Do certain scandalous stories you’ve heard ever cause you to stare at someone for just a little bit too long when you see him or her out at a party? Perhaps you feel bad about this behavior (you should; it’s rude), or maybe you’re an unrepentant stink-eyer? A new study published by the journal Science might not condone your catty glares, but it’s given us a better undertanding of why we do such things.

For this experiment, researchers at Northeastern University in Boston showed subjects pictures of otherwise unremarkable faces and told them positive, negative, or neutral information about each one. Subjects’ eyes lingered much longer on photos of potentially horrid people than they did on any of the others. In other words, gossip literally affects how you see a person. The consequences of this might be conducive to nasty social interactions nowadays, but researchers believe a preoccupation with social information actually helped early humans survive and pass this trait down to their offspring, hence preserving it via natural selection.

Via NPR:

“I was actually pretty excited to see this paper,” says Frank McAndrew, a professor of psychology at Knox College in Galesburg, Ill. “For years, people like me have been saying that our intense interest in gossip is not really a character flaw. It’s part of who we are. It’s almost a biological event, and it exists for good evolutionary reasons.”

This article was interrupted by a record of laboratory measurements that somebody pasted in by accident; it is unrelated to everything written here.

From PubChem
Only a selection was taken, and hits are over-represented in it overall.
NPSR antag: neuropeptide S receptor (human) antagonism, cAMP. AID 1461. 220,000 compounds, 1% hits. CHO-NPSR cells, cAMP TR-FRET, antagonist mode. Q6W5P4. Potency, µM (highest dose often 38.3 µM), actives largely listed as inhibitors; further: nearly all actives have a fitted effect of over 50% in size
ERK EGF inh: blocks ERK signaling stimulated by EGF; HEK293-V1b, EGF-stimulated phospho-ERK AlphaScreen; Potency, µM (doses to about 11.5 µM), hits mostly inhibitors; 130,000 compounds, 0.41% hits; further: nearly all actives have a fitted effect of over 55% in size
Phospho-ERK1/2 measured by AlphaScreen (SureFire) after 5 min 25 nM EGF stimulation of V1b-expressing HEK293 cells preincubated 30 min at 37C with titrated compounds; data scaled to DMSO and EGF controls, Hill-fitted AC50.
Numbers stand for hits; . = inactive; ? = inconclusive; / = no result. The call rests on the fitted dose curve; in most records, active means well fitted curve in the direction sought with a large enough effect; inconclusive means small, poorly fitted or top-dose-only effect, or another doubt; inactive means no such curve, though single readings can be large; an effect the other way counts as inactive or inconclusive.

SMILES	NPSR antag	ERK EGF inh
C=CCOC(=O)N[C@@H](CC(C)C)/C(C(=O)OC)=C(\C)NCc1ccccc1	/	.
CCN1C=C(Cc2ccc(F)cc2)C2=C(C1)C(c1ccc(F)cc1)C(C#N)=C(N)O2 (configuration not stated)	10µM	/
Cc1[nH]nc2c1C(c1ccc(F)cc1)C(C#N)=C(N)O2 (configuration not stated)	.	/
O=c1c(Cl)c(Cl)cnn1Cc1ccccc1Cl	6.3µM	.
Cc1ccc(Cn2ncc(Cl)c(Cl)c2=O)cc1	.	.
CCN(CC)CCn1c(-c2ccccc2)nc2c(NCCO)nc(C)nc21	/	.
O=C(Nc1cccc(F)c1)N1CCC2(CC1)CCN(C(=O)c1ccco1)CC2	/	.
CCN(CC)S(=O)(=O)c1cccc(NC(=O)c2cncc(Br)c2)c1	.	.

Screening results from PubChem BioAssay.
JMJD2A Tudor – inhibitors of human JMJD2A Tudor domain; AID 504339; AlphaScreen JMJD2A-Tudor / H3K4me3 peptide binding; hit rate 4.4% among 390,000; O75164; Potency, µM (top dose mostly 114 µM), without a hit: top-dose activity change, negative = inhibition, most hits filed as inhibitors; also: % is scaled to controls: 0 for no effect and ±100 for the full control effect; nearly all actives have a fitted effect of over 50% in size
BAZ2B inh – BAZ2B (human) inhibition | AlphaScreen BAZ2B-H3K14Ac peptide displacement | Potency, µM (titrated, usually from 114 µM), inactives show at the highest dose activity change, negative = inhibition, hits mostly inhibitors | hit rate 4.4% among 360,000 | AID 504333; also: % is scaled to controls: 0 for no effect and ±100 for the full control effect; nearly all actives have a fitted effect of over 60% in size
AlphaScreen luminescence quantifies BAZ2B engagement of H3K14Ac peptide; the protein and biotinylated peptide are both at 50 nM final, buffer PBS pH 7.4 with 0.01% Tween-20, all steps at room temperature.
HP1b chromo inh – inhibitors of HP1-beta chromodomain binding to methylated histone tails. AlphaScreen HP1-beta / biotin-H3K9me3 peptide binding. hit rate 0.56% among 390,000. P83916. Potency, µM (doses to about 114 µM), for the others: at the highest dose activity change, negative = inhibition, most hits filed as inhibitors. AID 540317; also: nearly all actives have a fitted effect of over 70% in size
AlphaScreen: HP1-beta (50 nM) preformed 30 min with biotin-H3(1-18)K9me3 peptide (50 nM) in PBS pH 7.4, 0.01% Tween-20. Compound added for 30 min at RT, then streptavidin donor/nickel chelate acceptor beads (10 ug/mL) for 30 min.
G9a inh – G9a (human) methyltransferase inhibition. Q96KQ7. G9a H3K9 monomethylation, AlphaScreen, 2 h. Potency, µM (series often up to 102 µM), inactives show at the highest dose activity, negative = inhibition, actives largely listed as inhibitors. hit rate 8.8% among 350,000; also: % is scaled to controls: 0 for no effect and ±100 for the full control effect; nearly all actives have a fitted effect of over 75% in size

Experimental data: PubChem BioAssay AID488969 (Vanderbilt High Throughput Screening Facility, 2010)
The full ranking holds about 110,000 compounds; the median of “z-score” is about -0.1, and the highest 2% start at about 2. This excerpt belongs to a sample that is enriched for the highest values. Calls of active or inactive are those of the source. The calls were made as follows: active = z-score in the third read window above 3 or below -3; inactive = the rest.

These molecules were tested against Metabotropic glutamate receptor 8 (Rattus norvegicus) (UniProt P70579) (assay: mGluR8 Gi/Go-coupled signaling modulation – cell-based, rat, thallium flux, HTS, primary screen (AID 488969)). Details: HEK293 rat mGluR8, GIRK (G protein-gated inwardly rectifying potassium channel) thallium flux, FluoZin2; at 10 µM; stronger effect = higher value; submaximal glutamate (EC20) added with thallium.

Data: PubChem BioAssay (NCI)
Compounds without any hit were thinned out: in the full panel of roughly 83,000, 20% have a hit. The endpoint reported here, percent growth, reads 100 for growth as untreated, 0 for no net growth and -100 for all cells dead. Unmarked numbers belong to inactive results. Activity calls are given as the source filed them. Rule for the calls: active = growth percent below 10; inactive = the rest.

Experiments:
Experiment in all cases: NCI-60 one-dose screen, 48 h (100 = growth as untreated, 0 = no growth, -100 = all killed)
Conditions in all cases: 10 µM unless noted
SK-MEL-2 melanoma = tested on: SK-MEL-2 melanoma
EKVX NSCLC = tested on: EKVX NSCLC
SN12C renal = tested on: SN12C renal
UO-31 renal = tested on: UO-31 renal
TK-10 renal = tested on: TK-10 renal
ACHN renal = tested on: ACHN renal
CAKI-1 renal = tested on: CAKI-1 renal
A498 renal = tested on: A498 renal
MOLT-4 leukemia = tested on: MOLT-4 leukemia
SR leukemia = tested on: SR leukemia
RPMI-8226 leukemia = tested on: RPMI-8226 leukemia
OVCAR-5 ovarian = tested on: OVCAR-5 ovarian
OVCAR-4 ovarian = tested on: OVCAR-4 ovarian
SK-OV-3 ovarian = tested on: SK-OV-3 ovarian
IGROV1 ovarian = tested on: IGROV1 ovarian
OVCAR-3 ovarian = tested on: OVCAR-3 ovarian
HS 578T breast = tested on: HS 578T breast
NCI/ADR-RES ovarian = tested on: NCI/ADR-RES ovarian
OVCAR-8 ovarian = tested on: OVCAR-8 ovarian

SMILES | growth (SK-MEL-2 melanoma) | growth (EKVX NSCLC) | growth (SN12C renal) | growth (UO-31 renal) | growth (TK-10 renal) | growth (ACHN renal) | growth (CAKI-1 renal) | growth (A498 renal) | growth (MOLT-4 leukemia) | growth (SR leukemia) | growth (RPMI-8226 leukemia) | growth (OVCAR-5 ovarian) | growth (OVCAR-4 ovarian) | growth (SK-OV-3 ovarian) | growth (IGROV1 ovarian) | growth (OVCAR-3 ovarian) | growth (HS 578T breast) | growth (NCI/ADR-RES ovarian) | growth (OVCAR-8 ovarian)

Even when primitive humans lived in small groups, they needed to know things like who might be a threat and who was after a particular mate, McAndrew says. And learning those things through personal experience would have been slow and potentially dangerous, he says.

So McAndrew says one shortcut would have been gossip.

“People who had an intense interest in that — that constantly were monitoring who’s sleeping with who and who’s friends with whom and who you can trust and who you can’t — came out ahead,” he says. “People who just didn’t care about that stuff got left behind.”

So basically, your shameful Perez Hilton addiction exists because it once helped us survive. Feel free to stare and gossip to your heart’s content; if you do it enough, you will become a success. A lonely, shit talking success nobody likes, but a success nonetheless. It’s science!